Salonen, the Philharmonia and Michelle DeYoung Bring Emotional Power to Mahler 3

United KingdomUnited Kingdom Mahler: Michelle DeYoung (mezzo-soprano), Philharmonia Voices, Tiffin Boys’ Choir, Philharmonia Orchestra / Esa-Pekka Salonen (conductor) Royal Festival Hall, London, 1.10.2017. (JPr)

Mahler – Symphony No.3

The endless fascination about Mahler’s music is that performances of the same symphony can be so very different from each other …apart obviously from the notes on the page! In the recent past, I remember three vastly different accounts of his Third Symphony: firstly, from the late Claudio Abbado with his Lucerne Festival Orchestra whose reading was introspective and self-absorbed, quiet and very spiritual. Shortly thereafter, Valery Gergiev launched his Mahler cycle with the London Symphony Orchestra and assailed the Barbican audience with a viscerally exciting performance that – apart from being extremely Tchaikovskian – seemed like a complete review of Mahler’s influence on twentieth-century Russian music. About the same time there was a performance by the Philharmonia under Lorin Maazel – someone else no longer with us – which I described as ‘the Mahler trip of a lifetime’ (click here for review). More recently there was a fine Mahler 3 from Gustavo Dudamel and the Los Angeles Philharmonic which I considered had in part – like Maazel –  eschewed ‘over-sentimentalising for something more structural and psychological’.

Esa-Pekka Salonen is currently principal conductor and artistic advisor of the Philharmonia Orchestra and they will be ever associated through this Mahler symphony. Rather like the composer himself, Salonen only became a conductor because it would ensure he could conduct his own works. Then in 1983 – at very short notice – he replaced an indisposed Michael Tilson Thomas to conduct a performance of the Third Symphony with the orchestra without apparently having ever studied the score, and the rest – as the saying goes – is history.

Mahler thought about giving his Third Symphony a title – perhaps Pan – after the Greek god of nature, or The Joyful Science, after one of Friedrich Nietzsche’s philosophical works, Die fröhliche Wissenschaft. Ultimately, he decided his audiences did not need to know anything about what inspired his music. The first movement – ‘Summer Marches in (Pan Awakes)’ – is approximately one-third of the entire symphony and one of the largest single movements anywhere: it is also one of the most original and daring in the variety of music it contains. Mahler commented: ‘It is eerie how from lifeless matter (I could just as well have named the movement ‘What the Mountains Tell Me’) life gradually breaks forth, developing step-by-step into ever higher forms of life.’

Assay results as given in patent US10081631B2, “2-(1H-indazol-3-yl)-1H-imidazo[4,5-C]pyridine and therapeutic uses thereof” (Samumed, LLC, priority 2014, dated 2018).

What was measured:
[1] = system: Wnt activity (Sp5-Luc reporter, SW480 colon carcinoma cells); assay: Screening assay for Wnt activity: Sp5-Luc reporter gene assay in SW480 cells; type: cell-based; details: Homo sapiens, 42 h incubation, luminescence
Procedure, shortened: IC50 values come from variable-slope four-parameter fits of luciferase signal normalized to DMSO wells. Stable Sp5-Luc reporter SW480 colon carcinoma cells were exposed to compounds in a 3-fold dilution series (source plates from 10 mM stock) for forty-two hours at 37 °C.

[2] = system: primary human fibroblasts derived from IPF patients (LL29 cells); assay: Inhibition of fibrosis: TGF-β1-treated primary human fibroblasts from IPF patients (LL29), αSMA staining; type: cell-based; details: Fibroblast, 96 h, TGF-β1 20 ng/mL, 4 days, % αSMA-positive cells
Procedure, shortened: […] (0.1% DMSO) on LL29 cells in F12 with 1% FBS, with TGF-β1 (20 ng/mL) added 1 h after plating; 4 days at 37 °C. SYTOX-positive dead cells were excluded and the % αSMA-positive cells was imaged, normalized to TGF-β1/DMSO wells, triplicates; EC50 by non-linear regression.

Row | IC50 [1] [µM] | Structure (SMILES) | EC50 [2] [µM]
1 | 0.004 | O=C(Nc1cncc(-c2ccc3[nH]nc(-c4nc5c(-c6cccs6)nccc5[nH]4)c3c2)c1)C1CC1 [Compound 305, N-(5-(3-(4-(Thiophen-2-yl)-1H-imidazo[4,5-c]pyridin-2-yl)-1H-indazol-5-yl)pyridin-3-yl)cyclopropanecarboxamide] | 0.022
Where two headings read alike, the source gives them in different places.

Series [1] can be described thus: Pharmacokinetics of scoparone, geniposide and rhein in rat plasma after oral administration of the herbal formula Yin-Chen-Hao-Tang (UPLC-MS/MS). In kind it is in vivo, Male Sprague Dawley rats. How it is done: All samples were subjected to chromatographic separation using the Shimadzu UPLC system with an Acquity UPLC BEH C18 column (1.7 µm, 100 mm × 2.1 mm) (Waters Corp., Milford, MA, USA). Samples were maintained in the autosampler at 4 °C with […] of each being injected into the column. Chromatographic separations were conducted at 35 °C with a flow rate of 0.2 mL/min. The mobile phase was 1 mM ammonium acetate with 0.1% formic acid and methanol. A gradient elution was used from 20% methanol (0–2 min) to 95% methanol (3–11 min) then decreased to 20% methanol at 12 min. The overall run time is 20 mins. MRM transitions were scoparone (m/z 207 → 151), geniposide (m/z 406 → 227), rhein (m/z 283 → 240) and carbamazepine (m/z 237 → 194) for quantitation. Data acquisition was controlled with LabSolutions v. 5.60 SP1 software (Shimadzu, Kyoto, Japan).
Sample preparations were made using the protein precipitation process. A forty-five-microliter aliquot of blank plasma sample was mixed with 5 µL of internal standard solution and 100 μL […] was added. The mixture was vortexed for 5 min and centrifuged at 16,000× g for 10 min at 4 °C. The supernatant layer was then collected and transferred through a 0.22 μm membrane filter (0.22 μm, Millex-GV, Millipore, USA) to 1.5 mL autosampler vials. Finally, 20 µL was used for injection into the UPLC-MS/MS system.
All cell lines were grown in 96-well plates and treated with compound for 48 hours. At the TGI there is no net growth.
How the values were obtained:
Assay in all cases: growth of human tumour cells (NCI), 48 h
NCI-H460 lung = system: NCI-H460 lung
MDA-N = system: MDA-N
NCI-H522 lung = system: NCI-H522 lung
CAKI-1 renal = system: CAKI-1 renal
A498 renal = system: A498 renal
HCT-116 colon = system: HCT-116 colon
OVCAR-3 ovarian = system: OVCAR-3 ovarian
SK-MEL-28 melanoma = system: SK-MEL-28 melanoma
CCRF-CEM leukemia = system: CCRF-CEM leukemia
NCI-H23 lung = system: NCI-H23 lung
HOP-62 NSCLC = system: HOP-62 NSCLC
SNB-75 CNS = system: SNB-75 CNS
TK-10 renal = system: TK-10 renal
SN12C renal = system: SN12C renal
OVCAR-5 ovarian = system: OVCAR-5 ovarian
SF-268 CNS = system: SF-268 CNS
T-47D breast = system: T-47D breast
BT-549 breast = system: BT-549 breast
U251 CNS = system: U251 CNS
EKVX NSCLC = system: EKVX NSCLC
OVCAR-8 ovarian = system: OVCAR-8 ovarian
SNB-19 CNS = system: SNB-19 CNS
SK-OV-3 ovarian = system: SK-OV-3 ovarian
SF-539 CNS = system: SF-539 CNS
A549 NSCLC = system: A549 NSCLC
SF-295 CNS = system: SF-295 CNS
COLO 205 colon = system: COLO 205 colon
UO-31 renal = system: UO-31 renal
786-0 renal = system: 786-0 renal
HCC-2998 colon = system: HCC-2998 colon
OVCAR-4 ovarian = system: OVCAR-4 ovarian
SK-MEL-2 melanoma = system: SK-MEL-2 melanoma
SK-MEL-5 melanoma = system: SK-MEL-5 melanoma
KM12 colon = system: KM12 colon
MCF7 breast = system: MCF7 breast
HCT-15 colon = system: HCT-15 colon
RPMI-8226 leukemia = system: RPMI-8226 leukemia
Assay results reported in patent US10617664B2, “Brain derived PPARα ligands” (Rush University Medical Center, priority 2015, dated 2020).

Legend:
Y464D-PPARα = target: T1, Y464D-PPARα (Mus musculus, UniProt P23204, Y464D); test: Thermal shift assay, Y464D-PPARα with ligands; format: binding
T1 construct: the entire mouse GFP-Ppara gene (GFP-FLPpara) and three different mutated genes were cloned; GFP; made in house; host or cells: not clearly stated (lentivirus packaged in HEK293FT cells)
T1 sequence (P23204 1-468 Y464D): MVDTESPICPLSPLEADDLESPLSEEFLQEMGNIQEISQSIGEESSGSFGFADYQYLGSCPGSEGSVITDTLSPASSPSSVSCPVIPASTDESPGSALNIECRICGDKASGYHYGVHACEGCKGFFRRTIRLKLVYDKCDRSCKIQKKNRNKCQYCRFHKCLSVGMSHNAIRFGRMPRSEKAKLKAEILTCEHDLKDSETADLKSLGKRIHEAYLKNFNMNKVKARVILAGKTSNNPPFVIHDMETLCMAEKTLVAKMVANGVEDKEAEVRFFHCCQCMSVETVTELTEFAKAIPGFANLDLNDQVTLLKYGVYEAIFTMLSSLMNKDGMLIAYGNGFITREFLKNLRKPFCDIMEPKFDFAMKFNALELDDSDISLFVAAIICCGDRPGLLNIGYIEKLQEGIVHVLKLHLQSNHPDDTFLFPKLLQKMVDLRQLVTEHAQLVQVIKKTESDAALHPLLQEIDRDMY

The next four movements are relatively brief character pieces depicting flowers, animals, people, and angels. The second movement, the flower minuet, includes music that previews Das himmlische Leben (‘Heavenly Life’) which was to end the symphony in Mahler’s original seven-movement concept, but belongs now to the Fourth Symphony. The third movement, a kind of scherzo, is an orchestral version of the setting of ‘Ablösung im Sommer’ (The change in summer), a Wunderhorn song. There are two trios, first a vision of birds and beasts playing; the second a still summer day, disturbed only by the distant posthorn call. The movement ends with a great eruption of sound, as if Pan has arrived to transform the world of birds and animals. The fourth movement introduces the sound of the human voice intoning a setting of Midnight Song’ from Nietzsche’s Also sprach Zarathustra. The fifth movement follows without any pause, shifting from the hush of midnight to the bright sounds of angels – ‘Es sungen drei Engel’ (Three angels were singing) – and morning bells (‘Bimm, Bamm’). This text also comes from Des Knaben Wunderhorn. The voices are those of women’s chorus, children, and the soloist; the violins are silent throughout. Once more we recall ‘Heavenly Life’.